To analyze the spoken word, linguists break human utterances into their smallest components: phonemes. Computer science professor Gregory Hager uses the word “dexeme” to describe the building blocks of the complex process he investigates: the series of movements a surgeon employs in the operating theater. “They’re simple, one- or two-joint motions,” says the director of the Computational Interaction and Robotics Laboratory, “the roll of a wrist to push in a needle or the straight-line movement to pull a suture.”
In a project dubbed “The Language of Surgery,” Hager collaborates with a multidisciplinary team of 20 scientists, clinicians, and students from six departments and three divisions across Johns Hopkins, including fellow engineering faculty Sanjeev Khudanpur, Rene Vidal, and Rajesh Kumar, and researchers David Yuh and Grace Chen from the School of Medicine. Together, they investigate the elegant motions of expert surgeons, track the learning curve of accomplished surgeons acquiring new techniques, and analyze the relatively inexpert movements of doctors in training. “Someone who isn’t skilled makes mistakes—mispronounces, if you will,” says Hager, noting that the team intends to deploy their findings to improve both surgeon education and patient outcomes. “We’re trying to understand what it means to mispronounce in the technical realm.”
Linguists rely on voice recordings to make such judgments. Hager and his team will rely on real-time data from training exercises and actual minimally invasive surgeries performed with the da Vinci surgical system. Seated at a console outfitted with a stereo video display and two master arms, a surgeon remotely manipulates the daVinci surgical tools and endoscope to perform minimally invasive procedures—such as prostatectomies and heart valve repairs—in which the relative bulk and limited range of motion of the human wrist would demand larger incisions than the robot requires.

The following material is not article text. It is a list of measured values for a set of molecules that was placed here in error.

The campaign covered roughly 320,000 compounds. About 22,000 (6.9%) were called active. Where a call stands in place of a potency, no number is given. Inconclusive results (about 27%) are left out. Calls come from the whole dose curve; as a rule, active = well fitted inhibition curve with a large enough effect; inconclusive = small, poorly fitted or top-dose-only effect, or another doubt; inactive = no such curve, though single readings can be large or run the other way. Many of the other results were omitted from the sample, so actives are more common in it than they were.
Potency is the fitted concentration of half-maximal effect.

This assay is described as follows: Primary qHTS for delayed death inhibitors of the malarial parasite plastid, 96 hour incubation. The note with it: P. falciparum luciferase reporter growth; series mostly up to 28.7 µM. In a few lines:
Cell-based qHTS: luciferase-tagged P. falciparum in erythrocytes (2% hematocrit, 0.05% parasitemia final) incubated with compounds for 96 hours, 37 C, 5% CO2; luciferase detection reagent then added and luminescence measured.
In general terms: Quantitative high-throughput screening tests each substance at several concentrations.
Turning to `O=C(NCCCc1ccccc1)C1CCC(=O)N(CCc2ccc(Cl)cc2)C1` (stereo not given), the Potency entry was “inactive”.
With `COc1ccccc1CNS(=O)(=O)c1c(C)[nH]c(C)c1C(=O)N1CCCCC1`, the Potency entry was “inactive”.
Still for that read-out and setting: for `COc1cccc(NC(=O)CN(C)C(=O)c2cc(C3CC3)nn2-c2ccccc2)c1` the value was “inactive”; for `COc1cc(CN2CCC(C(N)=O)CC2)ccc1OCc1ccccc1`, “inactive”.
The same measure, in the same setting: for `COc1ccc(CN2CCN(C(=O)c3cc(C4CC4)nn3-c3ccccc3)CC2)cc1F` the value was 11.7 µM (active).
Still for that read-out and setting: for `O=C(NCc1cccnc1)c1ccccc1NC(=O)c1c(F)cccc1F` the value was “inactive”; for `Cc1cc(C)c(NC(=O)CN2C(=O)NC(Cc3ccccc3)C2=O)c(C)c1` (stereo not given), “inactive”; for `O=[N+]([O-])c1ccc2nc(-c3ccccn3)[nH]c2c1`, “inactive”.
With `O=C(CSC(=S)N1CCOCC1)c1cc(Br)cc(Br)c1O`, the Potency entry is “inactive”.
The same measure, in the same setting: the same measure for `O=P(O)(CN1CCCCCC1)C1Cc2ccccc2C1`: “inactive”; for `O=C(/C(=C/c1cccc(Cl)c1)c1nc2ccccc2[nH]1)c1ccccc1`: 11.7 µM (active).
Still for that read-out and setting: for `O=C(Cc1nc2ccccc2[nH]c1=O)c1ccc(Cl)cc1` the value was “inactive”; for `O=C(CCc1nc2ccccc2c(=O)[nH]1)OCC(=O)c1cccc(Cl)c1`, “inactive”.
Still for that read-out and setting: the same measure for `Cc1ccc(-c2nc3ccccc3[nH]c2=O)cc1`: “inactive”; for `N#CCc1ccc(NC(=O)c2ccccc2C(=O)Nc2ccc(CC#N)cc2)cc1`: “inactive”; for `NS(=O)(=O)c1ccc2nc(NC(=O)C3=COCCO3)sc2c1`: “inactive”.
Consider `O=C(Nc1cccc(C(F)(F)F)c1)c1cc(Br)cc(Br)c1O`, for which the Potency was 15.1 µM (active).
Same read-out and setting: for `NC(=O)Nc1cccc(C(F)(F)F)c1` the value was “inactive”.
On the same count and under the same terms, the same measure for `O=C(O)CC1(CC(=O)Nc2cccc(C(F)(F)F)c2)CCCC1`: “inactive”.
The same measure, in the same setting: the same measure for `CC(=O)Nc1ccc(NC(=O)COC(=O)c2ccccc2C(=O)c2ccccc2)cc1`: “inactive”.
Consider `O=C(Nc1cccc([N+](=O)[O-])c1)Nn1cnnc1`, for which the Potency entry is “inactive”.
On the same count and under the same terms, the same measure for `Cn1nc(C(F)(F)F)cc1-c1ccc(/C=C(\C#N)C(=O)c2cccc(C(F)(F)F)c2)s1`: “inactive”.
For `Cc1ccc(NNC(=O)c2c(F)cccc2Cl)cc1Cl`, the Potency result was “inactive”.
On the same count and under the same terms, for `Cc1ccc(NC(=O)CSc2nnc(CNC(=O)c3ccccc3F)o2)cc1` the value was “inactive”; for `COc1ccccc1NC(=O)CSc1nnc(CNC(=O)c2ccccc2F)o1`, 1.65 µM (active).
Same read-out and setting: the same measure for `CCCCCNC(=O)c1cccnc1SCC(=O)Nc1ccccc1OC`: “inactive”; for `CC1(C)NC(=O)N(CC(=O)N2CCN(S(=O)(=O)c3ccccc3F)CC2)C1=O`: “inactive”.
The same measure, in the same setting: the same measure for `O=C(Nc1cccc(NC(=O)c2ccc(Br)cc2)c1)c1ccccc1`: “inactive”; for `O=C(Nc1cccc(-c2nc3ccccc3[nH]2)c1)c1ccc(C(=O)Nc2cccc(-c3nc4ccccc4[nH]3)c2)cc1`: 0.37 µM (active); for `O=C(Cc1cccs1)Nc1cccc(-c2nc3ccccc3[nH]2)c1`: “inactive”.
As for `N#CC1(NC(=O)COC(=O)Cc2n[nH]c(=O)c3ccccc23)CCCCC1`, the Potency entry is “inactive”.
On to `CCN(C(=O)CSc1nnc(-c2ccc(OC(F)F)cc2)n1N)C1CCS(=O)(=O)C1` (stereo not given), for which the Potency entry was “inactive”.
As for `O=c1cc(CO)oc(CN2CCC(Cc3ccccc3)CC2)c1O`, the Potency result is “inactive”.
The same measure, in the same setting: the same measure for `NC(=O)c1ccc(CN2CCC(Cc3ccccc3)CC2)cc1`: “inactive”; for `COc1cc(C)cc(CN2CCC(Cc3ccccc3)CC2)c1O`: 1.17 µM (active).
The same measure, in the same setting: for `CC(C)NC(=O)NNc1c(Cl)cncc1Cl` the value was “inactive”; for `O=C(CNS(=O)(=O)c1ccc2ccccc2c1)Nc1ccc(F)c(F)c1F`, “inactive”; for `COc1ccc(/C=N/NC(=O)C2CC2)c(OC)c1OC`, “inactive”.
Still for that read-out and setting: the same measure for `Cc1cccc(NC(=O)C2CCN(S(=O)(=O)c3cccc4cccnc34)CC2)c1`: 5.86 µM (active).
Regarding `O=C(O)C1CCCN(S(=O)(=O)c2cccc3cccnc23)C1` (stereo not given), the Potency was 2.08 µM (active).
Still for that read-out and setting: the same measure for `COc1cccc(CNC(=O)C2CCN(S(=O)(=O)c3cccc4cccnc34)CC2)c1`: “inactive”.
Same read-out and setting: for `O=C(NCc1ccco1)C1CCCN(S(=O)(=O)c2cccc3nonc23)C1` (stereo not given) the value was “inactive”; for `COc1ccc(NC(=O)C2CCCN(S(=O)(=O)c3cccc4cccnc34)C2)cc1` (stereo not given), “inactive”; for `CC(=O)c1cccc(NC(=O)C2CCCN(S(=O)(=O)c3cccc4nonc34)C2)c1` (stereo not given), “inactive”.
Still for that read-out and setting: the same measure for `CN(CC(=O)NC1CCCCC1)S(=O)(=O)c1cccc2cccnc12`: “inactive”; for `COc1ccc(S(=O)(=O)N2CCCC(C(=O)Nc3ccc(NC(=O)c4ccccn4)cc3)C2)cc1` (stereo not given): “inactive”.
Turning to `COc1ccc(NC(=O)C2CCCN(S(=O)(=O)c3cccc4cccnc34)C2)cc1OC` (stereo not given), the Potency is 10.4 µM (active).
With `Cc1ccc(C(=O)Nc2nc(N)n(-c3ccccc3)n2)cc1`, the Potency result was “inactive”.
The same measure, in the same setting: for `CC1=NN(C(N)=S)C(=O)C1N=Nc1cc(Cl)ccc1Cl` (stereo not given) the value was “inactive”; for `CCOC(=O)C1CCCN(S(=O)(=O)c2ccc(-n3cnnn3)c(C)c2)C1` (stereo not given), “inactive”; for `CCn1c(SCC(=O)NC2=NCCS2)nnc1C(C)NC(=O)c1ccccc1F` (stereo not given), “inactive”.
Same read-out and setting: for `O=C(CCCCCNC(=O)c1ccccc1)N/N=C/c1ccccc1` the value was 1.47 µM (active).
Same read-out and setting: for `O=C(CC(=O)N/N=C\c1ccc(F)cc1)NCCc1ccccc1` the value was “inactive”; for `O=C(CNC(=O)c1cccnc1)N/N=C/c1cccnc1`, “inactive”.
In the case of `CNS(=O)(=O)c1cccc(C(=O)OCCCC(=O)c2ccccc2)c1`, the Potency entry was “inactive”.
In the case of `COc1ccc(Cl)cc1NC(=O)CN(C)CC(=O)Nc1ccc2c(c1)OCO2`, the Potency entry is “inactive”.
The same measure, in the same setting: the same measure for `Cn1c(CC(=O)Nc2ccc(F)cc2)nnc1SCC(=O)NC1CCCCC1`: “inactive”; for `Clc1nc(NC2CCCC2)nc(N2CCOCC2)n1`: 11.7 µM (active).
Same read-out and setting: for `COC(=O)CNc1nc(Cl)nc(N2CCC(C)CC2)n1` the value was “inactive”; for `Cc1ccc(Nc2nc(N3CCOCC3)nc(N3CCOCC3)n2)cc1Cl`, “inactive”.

“Once you have the human attached to the robot performing surgery, not only does the device allow them to perform surgery, but we can record exactly what the surgeon did,” says Hager, whose team garnered permission to record both video and motion data from da Vinci systems at teaching hospitals across the country. “This is the first time in history, if you want to be grand about it, where we can get thousands of hours of human motion data on a relatively narrow and well-defined set of manipulation tasks.”
Using data from suturing, dissecting, and tissue joining activities performed with da Vinci, the team has developed computer algorithms to distinguish the grammatical structure underlying each task. In the process, they have documented the eerie similarity in the movements of experts (side-by-side footage reveals nearly synchronized gestures), and have refined the algorithms to distinguish stylistic embellishments—such as an extra needle adjustment habitually inserted in the tightening of a suture—from basic motions. And because the da Vinci recordings include training sessions for both accomplished surgeons new to the robot and relatively unskilled surgical residents inexpert both at the task and the computer-aided technique, findings also include preliminary information on the skill acquisition patterns of experts and novices. Analyses of those patterns could prove vital to contemporary training programs for surgical residents— instruction more important than ever now that medical residents are limited in how many hours they may spend in the hospital each week. “Surgery is still taught the way it was more than 100 years ago,” says Hager, quoting the founding chief of surgery at Hopkins Hospital, William Halsted: “See one, do one, teach one.” With greater understanding of how experts move and the gestures that correspond to optimal healing, Hager and his team hope to do Halsted one better by enhancing the training process. “Ultimately,” he says, “what matters is patient outcomes.”